Nowadays, the therapy of NAFLD is considered to be lifestyle changing and diet intervention , including prebiotic and probiotic supplementation, due to their capability to modulate gut microbiota. An experimental study realized with Zucker obese rats showed a protective effect against hepatic steatosis of Lactobacillus paracasei, Bifidobacterium breve, Lactobacillus rhamnosus and a mixture of L. paracasei and B. breve supplementation. Triacylglycerol liver content, tumor necrosis factor alpha (TNF-a), interleukin-6 (1L-6) and lipopolysaccharide (LPS) plasma levels decreased in the Zucker obese rats . These data suggest that NAFLD amelioration by probiotic strains could be due to their anti-inflammatory effects.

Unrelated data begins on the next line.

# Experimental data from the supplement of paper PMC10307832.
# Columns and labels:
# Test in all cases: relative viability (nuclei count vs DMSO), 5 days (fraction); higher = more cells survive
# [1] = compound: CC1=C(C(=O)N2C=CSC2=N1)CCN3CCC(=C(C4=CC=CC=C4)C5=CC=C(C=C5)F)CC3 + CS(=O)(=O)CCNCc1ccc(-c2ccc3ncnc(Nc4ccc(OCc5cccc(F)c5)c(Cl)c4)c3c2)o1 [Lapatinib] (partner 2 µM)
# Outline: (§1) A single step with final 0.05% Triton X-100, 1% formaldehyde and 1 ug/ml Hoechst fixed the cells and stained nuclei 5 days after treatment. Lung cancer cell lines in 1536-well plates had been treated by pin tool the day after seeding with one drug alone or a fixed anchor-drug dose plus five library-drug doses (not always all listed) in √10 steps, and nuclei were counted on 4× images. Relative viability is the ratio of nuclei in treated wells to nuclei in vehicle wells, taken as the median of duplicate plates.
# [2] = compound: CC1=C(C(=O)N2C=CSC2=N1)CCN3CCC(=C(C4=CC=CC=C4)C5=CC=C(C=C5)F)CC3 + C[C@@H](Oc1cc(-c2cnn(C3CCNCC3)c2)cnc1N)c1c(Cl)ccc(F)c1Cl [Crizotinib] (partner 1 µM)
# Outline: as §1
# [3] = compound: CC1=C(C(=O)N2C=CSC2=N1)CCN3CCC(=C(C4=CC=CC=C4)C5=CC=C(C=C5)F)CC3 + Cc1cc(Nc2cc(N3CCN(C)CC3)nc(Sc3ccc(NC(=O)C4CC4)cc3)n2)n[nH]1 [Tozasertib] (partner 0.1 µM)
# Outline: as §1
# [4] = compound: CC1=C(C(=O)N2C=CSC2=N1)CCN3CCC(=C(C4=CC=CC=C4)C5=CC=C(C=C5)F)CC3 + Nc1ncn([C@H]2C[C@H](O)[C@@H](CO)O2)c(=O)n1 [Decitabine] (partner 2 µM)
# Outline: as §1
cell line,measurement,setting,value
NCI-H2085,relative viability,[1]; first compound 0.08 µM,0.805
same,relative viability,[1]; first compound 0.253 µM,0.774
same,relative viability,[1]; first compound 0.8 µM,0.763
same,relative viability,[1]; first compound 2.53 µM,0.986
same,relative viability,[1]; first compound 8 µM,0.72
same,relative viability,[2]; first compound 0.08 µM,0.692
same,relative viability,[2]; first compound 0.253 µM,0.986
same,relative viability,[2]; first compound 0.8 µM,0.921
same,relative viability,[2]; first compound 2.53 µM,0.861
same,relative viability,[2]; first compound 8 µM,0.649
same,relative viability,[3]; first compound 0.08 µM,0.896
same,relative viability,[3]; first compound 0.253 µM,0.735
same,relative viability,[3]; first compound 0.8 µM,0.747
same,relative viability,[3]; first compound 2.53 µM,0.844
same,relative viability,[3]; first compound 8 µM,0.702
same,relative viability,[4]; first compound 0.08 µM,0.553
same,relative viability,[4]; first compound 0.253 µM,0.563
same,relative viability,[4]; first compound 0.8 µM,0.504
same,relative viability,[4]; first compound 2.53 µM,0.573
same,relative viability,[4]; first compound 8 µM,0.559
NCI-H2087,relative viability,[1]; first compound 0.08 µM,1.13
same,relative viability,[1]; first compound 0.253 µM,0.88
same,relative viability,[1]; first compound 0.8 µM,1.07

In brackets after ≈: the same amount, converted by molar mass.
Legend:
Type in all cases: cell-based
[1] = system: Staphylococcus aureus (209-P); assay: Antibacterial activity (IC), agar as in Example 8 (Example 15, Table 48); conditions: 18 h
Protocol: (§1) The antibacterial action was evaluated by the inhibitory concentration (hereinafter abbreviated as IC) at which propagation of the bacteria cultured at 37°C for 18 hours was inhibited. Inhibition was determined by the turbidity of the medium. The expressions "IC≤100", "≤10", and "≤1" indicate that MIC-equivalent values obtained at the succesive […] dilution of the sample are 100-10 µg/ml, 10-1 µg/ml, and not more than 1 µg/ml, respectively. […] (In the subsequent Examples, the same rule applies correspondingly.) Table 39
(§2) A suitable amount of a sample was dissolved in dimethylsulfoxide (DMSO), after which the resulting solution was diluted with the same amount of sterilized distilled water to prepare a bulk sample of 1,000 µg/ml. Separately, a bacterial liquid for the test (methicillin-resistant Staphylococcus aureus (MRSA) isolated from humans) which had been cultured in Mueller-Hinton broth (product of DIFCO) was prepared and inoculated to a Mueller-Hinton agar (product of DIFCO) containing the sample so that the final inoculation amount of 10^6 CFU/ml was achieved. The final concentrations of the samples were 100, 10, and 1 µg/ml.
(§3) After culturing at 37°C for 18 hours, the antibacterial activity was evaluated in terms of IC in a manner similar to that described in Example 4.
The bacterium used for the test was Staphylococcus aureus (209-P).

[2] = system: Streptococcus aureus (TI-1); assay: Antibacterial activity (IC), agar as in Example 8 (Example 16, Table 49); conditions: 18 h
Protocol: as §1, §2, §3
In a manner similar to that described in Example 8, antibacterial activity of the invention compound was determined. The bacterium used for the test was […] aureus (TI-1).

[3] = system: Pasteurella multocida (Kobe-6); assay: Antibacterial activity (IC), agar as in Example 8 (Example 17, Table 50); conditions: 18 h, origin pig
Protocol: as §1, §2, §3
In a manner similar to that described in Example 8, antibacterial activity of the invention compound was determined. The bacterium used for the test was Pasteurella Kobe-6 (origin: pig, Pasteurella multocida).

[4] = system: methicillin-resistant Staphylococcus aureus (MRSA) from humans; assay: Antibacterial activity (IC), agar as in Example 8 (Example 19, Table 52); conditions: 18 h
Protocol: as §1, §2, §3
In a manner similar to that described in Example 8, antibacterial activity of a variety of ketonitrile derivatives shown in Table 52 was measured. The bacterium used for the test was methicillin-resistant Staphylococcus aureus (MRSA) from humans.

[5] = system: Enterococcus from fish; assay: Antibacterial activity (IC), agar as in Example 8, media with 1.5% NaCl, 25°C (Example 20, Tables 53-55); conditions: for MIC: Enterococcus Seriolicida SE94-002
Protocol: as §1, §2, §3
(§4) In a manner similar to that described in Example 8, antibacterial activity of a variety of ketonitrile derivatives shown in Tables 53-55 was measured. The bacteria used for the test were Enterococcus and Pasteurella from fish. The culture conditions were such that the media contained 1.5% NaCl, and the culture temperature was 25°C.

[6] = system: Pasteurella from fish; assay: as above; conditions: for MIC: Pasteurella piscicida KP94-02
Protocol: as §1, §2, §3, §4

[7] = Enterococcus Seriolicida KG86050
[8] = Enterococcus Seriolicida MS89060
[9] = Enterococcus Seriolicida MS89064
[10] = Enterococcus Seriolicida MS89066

In conclusion, gut microbiota play a critical role in the pathogenesis of NAFLD, nevertheless more experimental evidence is required to establish a stronger association between specific intestine bacterial strains and the progression of NAFLD. If the key microbes and their metabolic pathways can be established, dietary intervention and other therapies could change gut microbial composition and, therefore, ameliorate NAFLD.